The following text is copyright 1997 by Network World, permission is hearby given for reproduction, as long as attribution is given and this notice is included.

Virtual reality and the cost of the Internet

The August 1997 issue of the Communications of the ACM has an article on Internet pricing that I don't understand at all. It could be that there has been a time warp and an article submitted for publication 5 or 10 years ago just popped up or it may be that the article is in the spirit of the most of the rest of the issue, which is about virtual reality.

The article, titled "Internet Pricing Vs. Reality" starts out on a tangent to the reality that the title espouses. The second sentence is "Should it [the Internet] be "free", as many computer enthusiasts seem to expect?" I know a lot of "computer enthusiasts" but I don't think I know anyone who thinks that the Internet should be "free" any more than people think that phone service should be free.

The author takes quite a bit of time in the article to try and figure out just what it should cost to send one bit of data over the Internet. He uses a number of pieces of information to make a number of cost estimates. He comes up with a range of cost estimates extending from a low of 0.07 microcents to a high of 1.6 microcents per bit. Even if one could agree that the actual basis for each estimate was reasonable (I don't), the range of estimates would seem to make the results somewhat hard to use.

The author does not seem to know all that much about the Internet itself, claiming at one point that "the Internet is composed of DS 3 transmission lines" as if the Internet were some one "thing". In actuality the Internet is composed of thousands of individual data networks, with backbone links ranging in speed from 9.6Kbps in some parts of the world to 622 Mbps in other places. Each of these networks also has its own costs structures, making any estimate of the actual cost of transporting data on the network quite chancy indeed.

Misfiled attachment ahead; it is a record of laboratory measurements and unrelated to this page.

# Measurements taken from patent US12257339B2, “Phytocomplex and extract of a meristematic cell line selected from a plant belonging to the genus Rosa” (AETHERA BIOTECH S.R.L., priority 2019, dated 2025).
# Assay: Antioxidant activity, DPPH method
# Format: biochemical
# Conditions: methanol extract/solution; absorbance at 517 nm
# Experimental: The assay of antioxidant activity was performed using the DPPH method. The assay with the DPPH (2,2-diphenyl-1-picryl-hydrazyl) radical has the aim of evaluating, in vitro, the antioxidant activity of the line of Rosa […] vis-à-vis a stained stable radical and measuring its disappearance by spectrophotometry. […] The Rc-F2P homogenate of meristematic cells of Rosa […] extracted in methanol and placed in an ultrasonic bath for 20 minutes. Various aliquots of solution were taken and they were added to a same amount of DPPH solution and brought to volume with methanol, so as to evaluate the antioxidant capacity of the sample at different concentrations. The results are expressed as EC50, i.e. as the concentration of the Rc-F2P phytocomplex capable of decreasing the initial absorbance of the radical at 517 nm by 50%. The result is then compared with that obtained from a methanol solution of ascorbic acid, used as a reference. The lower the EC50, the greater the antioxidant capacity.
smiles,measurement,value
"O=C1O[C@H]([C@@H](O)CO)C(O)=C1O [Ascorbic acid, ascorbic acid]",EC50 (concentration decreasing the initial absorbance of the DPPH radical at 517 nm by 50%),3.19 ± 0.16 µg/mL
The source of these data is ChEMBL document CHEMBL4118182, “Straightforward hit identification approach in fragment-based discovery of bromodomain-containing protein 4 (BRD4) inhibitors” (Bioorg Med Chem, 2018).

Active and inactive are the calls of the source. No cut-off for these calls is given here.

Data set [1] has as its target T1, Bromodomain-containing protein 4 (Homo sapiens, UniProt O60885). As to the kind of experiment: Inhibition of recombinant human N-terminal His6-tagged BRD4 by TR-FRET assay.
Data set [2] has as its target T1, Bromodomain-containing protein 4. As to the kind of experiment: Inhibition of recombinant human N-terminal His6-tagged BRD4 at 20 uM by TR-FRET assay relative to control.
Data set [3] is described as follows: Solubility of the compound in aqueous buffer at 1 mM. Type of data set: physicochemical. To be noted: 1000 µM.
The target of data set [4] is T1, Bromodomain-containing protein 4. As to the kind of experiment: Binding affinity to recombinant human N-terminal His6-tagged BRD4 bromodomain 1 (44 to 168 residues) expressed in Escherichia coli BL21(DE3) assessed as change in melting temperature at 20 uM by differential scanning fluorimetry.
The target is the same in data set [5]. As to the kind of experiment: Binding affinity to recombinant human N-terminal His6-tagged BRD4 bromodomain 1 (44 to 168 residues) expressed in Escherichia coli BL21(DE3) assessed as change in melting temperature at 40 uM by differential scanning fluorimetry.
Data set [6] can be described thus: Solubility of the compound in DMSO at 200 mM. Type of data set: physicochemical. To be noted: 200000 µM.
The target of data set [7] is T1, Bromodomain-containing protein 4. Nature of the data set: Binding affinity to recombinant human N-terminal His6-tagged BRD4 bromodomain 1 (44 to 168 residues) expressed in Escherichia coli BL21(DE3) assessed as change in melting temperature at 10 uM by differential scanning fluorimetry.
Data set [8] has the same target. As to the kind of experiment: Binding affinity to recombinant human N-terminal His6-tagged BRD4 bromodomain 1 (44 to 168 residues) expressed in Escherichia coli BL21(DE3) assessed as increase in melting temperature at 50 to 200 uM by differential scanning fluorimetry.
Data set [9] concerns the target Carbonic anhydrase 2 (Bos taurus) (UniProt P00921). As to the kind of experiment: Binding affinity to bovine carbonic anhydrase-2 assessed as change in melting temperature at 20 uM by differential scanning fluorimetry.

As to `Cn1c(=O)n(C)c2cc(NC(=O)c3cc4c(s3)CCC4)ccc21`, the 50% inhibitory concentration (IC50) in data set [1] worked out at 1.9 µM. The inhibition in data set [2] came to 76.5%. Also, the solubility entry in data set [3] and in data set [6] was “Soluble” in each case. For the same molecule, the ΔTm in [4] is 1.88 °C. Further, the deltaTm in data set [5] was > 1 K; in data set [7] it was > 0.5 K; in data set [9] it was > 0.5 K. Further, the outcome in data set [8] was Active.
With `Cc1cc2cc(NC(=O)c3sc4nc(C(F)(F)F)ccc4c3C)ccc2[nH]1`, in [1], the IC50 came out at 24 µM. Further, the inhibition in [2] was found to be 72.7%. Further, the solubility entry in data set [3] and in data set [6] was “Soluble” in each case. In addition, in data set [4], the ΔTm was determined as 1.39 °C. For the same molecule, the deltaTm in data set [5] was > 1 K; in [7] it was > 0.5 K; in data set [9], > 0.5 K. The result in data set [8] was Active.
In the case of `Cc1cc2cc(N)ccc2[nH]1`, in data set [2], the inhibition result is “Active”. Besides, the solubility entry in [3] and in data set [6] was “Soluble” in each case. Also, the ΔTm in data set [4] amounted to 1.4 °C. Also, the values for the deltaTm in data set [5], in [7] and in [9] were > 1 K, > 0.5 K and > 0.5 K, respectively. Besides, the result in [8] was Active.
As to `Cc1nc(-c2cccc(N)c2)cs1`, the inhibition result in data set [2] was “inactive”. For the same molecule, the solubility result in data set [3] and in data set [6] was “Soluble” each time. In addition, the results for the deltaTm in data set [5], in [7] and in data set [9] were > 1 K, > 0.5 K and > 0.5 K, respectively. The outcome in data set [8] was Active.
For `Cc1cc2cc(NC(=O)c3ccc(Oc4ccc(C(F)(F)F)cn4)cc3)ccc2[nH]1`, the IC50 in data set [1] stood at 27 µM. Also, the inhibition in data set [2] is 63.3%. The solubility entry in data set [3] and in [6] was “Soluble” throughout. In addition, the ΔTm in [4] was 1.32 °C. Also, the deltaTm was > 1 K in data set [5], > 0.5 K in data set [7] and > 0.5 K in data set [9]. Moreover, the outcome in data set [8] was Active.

But my biggest problem with the article is not what I see as a poor understanding of the Internet and its technology but with the conclusion the author comes to. In the last part of the article the author says that the government should not be "subsidizing and supporting a public data network". It is very hard to see where this comes from. Years ago the US government provided direct subsidizes in support of the regional and some national data networks but these are long gone. Today the National Science Foundation (NSF) gives some initial funding to help some research universities connect to a very high performance backbone to do pre-competitive research in the applications that will be running on the Internet of tomorrow. (note though that the universities must still buy their normal Internet connections with their own money) NSF and other government agencies also support research into advanced networking technologies. I do not see these activities as subsidies for the Internet any more than support for research in genetics is a subsidy for drug companies. At best the article is a time warp but it is more likely about some other reality.

disclaimer: Even if Harvard is its own reality, as some claim, these words reflect my own opinion on the common reality.